"The last time I saw him was in Freiburg, ten days before his death. On 6 June he won a lightning-chess tournament organized among the members of the Freiburg team, for whom he had played at top board since 1950. The next day, he helped Freiburg beat another local team by 8:0 and the same evening he beat the well-known Berlin master Mross (in the last tournament game of his life) to help Freiburg register a 4½-3½ win against a team (Berlin-Eckbauer) which had successfully defeated Luxembourg, Cologne, Basle and Lucerne. I had a conversation with him then of rare seriousness. As if conscious of the nearness of his end, he spoke, on this last occasion, about – Chess Immortality. I discovered at this late hour in his life, and I pass it on as his closing thought, that Bogoljubow wanted his chess to be regarded as an art and himself as an artist. He feared, he said, that not one of his games, even from the great tournament at Moscow in 1925, the zenith of his career, would be deemed worthy of inscription in the scrolls of immortality. So high did he set his ideals. And so sceptically did he look back over his 40 years of masterly endeavor. Luckily the chess world will not share his pessimism. Countless masterpieces of play remain to assure him the immortality he sought."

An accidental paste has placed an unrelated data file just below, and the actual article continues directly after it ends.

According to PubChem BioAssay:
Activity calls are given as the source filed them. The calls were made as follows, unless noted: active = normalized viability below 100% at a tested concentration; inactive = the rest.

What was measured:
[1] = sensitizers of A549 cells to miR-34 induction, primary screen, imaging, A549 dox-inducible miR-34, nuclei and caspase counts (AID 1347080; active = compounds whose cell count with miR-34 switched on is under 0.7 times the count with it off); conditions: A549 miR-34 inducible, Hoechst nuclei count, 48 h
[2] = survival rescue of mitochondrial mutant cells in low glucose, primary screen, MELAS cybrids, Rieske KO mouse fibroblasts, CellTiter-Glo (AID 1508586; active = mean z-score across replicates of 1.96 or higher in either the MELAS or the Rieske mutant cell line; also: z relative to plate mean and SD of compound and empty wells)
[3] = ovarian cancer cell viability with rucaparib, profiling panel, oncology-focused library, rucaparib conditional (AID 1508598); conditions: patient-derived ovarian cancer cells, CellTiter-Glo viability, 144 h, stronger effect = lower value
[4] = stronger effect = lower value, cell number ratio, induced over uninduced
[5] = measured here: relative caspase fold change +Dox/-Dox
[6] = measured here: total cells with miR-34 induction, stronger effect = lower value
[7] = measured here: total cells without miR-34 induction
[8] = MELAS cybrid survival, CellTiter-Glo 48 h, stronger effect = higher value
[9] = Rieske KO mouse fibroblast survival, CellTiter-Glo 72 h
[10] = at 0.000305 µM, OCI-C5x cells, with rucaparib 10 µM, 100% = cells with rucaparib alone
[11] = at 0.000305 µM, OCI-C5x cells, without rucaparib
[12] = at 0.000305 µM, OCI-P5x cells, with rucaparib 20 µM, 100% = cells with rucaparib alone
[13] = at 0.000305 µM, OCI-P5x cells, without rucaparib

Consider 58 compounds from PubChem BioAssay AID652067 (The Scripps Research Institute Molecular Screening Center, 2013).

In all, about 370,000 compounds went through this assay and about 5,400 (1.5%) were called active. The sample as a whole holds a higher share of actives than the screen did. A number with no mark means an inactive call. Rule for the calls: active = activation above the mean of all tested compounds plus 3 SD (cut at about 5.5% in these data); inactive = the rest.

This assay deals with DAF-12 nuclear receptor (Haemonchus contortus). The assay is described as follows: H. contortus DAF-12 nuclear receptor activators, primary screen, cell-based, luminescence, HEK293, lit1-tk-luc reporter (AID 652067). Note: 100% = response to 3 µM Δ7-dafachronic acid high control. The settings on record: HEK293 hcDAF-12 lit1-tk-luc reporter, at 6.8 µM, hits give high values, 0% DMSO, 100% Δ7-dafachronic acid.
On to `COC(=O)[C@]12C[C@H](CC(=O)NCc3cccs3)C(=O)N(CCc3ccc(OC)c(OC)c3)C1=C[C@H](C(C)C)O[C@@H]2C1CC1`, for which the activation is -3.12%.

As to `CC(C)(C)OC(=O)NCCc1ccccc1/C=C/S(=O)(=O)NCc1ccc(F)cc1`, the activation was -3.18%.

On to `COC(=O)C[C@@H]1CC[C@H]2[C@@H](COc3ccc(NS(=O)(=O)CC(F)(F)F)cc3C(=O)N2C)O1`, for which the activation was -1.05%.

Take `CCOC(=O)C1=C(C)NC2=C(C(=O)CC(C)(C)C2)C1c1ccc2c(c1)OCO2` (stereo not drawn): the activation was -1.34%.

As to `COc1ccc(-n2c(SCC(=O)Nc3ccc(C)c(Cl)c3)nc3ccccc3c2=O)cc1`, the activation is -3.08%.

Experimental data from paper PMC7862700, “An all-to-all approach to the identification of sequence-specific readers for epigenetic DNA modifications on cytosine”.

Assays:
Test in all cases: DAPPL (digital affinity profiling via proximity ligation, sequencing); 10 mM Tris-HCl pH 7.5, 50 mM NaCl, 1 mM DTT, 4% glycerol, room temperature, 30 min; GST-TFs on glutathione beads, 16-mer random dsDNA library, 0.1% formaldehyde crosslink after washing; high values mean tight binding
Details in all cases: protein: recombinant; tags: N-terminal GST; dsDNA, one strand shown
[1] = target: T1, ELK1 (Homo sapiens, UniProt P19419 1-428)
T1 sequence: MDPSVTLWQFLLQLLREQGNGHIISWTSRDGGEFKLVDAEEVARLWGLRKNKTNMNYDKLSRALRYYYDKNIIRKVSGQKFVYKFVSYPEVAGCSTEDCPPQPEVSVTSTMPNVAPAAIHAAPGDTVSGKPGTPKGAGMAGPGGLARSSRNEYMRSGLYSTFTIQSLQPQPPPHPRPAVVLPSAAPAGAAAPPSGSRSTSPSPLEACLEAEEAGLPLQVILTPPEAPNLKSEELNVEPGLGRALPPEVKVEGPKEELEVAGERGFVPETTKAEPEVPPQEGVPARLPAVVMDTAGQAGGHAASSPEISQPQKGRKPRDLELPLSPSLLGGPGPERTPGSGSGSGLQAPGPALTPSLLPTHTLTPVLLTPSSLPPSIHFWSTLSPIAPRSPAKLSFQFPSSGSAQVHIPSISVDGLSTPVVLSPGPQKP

Sunday, February 1, 2009
E. J. Diemer knew GM Efim Bogoljubov quite well, having become acquainted with him, I believe, during his 1934 world championship match with Alekhine in Baden Baden. An entry in Edward Winter's Chess Notes reprints a tribute by Diemer which was published on page 221 of the August 1952 CHESS after Bogoljubov's death: